In 1990, Officers Camacho, Veal, Haynes, Watson and Sinclair were charged with a criminal violation of Mercado’s civil rights under 18 U.S.C. §241 and 242. The trial judge suppressed the officers’ statements to investigators after finding that the statements, which were compelled, fell within the scope of Garrity. iv The trial ended with a hung jury on the violation of civil rights count and an acquittal on the conspiracy to violate civil rights count.
In 1993, a federal grand jury indicted Officers Veal, Watson and Haynes with conspiring to obstruct the due administration of justice in violation of 18 U.S.C.§1503 “and engaging in misleading conduct designed to hinder, delay and prevent the communication of information relating to the possible commission of a federal offense to a federal law enforcement officer or judge in violation of 18 U.S.C. § 1512 and, in Count II with knowingly misleading state investigators regarding the true circumstances of the death of Mercado with the intent to prevent the communication of information relating to the possible commission of a federal offense in violation of 18 U.S.C. §§ 1512 (b) (3) and 2. The remaining counts charged them with perjury…and false statements.” After a ten week trial, Camacho, Veal Haynes and Watson were all convicted on Count II, knowingly misleading state investigators regarding the true circumstances of the death of Mercado with the intent to prevent the communication of information relating to the possible commission of a federal offense in violation of 18 U.S.C. §§ 1512 (b) (3) and 2 and were acquitted of all other charges. The officers brought this appeal of their convictions. The officers argued that their statements made pursuant to Garrity immunity were “forever barred from use in any prosecution, including one for perjury, false statements, or obstruction of justice.”
In its review of the case, the United States Court of Appeals for the 11th Circuit reviewed the Supreme Court precedent on these issues. Citing LaChance and Apfelbaum, supra, the court asserted: “When an accused has been accorded immunity to preserve his right against self-incrimination, he must choose either to relinquish his Fifth Amendment right and testify truthfully, knowing that his statements cannot be used against him in a subsequent criminal prosecution regarding the matter being investigated, or continue to assert the privilege and suffer the consequences. There is no third option for testifying falsely without incurring potential prosecution for perjury or false statements.”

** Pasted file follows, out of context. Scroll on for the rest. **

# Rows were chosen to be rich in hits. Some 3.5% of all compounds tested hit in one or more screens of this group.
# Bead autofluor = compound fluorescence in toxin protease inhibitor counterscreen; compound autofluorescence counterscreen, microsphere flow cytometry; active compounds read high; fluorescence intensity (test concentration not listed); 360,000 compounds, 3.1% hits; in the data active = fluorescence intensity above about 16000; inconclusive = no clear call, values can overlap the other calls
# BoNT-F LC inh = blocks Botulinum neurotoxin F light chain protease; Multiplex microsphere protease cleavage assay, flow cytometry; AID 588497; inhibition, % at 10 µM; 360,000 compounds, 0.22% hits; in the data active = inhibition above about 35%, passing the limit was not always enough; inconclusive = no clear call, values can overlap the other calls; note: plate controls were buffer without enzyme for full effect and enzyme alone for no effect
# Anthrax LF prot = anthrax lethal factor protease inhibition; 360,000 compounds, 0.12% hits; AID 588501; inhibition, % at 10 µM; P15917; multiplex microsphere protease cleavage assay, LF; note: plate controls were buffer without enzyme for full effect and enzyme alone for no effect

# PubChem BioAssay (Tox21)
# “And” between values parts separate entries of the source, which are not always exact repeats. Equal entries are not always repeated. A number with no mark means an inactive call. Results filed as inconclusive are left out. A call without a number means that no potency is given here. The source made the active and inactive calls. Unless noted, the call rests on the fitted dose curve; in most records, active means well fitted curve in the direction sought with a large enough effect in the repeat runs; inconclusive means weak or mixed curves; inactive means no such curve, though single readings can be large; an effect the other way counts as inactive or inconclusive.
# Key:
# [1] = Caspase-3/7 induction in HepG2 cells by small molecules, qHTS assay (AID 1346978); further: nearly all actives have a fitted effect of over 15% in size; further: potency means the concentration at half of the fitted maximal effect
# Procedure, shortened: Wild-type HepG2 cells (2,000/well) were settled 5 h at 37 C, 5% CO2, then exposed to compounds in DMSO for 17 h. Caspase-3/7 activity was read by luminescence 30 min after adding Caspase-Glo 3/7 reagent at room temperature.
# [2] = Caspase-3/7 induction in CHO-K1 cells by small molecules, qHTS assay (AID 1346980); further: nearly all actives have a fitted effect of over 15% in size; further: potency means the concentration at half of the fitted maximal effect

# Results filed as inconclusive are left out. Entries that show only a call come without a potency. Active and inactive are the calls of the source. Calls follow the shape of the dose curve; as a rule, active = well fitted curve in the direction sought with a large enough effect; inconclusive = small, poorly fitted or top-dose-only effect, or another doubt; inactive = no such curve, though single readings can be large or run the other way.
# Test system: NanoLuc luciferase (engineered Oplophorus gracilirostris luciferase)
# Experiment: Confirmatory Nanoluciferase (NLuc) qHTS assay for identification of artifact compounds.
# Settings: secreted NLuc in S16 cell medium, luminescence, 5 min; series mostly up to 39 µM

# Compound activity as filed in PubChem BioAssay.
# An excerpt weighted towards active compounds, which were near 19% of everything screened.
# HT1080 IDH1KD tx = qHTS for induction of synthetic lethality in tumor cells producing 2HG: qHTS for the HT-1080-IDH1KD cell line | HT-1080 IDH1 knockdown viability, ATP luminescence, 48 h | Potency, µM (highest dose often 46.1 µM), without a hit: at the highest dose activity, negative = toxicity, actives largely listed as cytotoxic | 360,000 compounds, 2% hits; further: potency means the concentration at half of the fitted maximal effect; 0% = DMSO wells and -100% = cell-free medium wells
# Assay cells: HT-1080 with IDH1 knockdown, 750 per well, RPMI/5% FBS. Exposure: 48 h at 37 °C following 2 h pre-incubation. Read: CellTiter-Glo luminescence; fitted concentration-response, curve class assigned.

In applying the Garrity analysis the court held: “An accused may not abuse Garrity by committing a crime involving false statements and thereafter rely on Garrity to provide a safe haven by foreclosing any subsequent use of such statements in a prosecution for perjury, false statements, or obstruction of justice…. Although an accused may not be forced to choose between incriminating himself and losing his job under Garrity, neither Garrity nor the Fifth Amendment prohibits prosecution and punishment for false statements or other crimes committed during the making of Garrity-protected statements. Giving a false statement is an independent criminal act that occurs when the individual makes the false statement; it is separate from the events to which the statement relates, the matter being investigated.”
In a collateral issue, Veal, Watson, Haynes and Camacho also contested the use of statements they gave to state investigators as falling within the scope of 18 U.S.C. §1512 (b) (3). The officers argued, “acceptance of the plain language of the statue would federally criminalize every false statement made by anyone to any police officer. The court rejected this argument citing the statute’s requirement of a connection between the statement and its likelihood of being presented to a federal agency or federal judge. The officers also argue that they would have no way of knowing that statements given to state investigators would be communicated to federal authorities “relative to a federal crime or investigation.
The court concluded that statements given to state investigators did fall within the scope to the statute. The statute is based upon the “federal interest of protecting the integrity of potential federal investigations by ensuring that transfers of information to federal law enforcement officers and judges relating to the possible commission of federal offenses be truthful and unimpeded.” “All that was required for Veal, Watson and Haynes’s violation of § 1512 (b) (3) was the possibility or likelihood that their false or misleading information would be transferred to federal authorities irrespective of the government authority represented by the initial investigators.” The court went on to point out that it does not matter if the person giving the false statement is aware of the federal nature of the crime about “which he provides information because the statute criminalizes the transfer of misleading information which actually relates to a potential federal offense, regardless of whether the communicator of such information knows or believes that the crime about which he knowingly provides false or misleading information is federal.
U.S. v. Veal demonstrates the importance of truthful statements in regards to a Garrity interview, particularly when the investigations centers on potentially criminal conduct that may fall within the jurisdiction of the federal government. It must be recognized that many police misconduct investigations fall squarely within the scope of federal jurisdiction. For example, every investigation regarding an allegation of excessive force has the potential of a civil rights violation under 18 U.S.C. § 242, thus, an officer who chooses to lie following a grant of immunity via Garrity, puts him or herself directly within the scope of a federal prosecution for the lie even if the underlying constitutional violation was not sustained.